Love yourself. Be gentle, kind, respectful, sincere. If you carry that out, you might inspire others with that attitude.
– – Kemmy Nola
The impact you have volunteering to help animals is far reaching.
Six degrees is all that separates us
I was at a holiday party last month and was sharing how awesome it is to have Rachael on Team Doobert. She does so much and she challenges me to keep reaching higher and higher. Doobert would not be where it is today without her dedication, support and passion for animals.
During the conversation I was having, another person jumped in and said, “Rachael is amazing! I love Rachael!” When I asked her how she knew Rachael she replied, “I don’t. But I took over her position after she left JCI and everything about the system she setup and the way things were organized is just amazing.” You might wonder what the chances are that a random person at a holiday party would know you or something you did. However, if you believe in the idea of six degrees of separation, the idea is not so far fetched. Whether you believe in the concept of six degrees of separation or if you think it’s an urban myth, it really does not matter. What does matter is remembering that you have an impact on others that reaches further than the circle of people you know.
What do you want others to say about you? How do you want to impact them?
I remember an activity once assigned to me by a teacher wherein I had to write my own obituary. What did I want people to say about me? How did I want the world to remember me? Stop for a moment and think about what you want others to say about you when you are not around. Do you want them to remember you as a leader and an inspiration to them? Should they tell others about your passion for animals in addition to your compassion for people? Or will they talk about how your approach limited their ability to make the kind of impact that they wanted to have on the world.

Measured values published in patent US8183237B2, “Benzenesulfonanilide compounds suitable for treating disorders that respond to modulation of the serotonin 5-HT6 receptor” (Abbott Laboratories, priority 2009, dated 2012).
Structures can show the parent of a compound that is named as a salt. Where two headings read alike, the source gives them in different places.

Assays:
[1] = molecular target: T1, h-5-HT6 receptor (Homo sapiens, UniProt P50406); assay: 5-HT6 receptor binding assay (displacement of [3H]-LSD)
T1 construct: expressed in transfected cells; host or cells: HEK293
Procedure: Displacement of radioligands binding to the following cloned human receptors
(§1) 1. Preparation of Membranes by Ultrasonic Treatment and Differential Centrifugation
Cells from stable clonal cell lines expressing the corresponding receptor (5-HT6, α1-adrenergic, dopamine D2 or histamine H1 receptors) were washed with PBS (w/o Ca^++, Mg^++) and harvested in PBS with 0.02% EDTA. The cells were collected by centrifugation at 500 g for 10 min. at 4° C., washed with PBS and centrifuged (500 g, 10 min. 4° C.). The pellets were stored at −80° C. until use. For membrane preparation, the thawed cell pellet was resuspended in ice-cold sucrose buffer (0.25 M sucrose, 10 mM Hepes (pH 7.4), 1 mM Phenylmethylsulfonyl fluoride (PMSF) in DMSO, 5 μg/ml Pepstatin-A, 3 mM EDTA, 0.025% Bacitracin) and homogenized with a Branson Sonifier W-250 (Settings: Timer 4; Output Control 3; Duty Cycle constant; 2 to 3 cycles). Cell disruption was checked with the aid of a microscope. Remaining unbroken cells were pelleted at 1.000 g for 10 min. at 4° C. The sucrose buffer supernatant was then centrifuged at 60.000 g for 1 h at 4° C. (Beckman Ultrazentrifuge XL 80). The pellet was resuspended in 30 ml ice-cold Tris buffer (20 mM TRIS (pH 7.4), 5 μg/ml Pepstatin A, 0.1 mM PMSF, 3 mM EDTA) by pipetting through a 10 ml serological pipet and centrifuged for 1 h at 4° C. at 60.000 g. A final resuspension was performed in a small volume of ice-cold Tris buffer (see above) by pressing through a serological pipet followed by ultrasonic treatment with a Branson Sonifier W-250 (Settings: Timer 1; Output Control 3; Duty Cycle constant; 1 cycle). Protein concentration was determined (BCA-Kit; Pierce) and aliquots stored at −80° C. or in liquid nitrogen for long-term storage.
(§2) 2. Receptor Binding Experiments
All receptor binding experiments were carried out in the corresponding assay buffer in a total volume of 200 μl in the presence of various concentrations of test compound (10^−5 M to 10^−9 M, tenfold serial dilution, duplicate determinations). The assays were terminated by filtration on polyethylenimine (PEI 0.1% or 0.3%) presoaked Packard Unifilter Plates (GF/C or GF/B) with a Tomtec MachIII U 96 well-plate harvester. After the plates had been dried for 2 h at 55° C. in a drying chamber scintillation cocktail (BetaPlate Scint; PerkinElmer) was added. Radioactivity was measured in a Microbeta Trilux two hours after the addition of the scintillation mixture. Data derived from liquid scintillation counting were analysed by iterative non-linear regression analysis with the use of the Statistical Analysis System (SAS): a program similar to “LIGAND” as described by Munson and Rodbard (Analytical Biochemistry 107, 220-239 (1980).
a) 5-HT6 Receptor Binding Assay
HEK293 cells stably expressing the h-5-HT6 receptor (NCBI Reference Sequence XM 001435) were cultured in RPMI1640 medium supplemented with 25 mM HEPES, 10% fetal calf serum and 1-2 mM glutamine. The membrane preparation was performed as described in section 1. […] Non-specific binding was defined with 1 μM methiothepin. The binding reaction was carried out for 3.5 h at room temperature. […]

Nobody wants to be remembered for the mistakes they made or the comments they uttered during an off-day or frustrating moment. All of us want to be remembered for our positive impact on the lives of those that we have encountered during our days above ground. But it is hard when you are stuck in traffic or dealing with difficult people in your job to always think about the lasting impression you can have on someone else even if you do not get the opportunity to talk with them face to face.
Will your approach for helping animals inspire others to greatness and increase the impact?
Some of you reading this will be new animal rescue volunteers and others may be seasoned pros with decades of animal rescue under their belts. No matter the duration of your passion for helping save animals I invite you to ask yourself whether your approach for helping animals will serve as an inspiration to others. Will others describe you as a help or a hindrance? Will they see your actions as doing good or not adding any value to the solution?
When you interact with a passionate community of people from all different backgrounds and experiences, it is very unlikely that you will get along and share the same opinions as everyone else. But how you interact with those that you share a common bond with and those that you don’t, will have a ripple effect on your personal brand in animal rescue for many years to come.
Animal rescue is a choice not a race.
Animal rescue is a movement without a defined beginning or end. Sure there are targets like Best Friends No-Kill 2025 that seek to unite us towards a common goal with a defined deadline, but the plight of animal suffering has been around for generations and likely will continue long after those of you reading this (and me writing it) are gone. There is no prize for first place, and no list of names and organizations that did the “most” to help animals. The impact each of us makes is due to the lifestyle we have chosen.
I continue to build and care for the Doobert platform as it grows in size and capabilities. I believe that the ideas and principles in place when I founded Doobert are alive and well today. Our vision has always been “Passion and kindness for animals through support and collaboration,” and our mission remains [to] “Bring leading edge solutions to animal rescue, providing support and technology to help animal rescuers save homeless animals.”
My hope is that people will remember me as a person that had a passion for animals and someone that devoted their skills to helping them. I hope people will remember my collaborative approach for working together towards the common goal that we all have for helping animals. I hope they will celebrate my positive impact on animals and never forget my desire to learn, grow and support all of those with the same passions.
Volunteering saves lives, both the lives of the people you help and yours. When you invest the time and energy to volunteer, you are investing in yourself just as much as in the causes you support.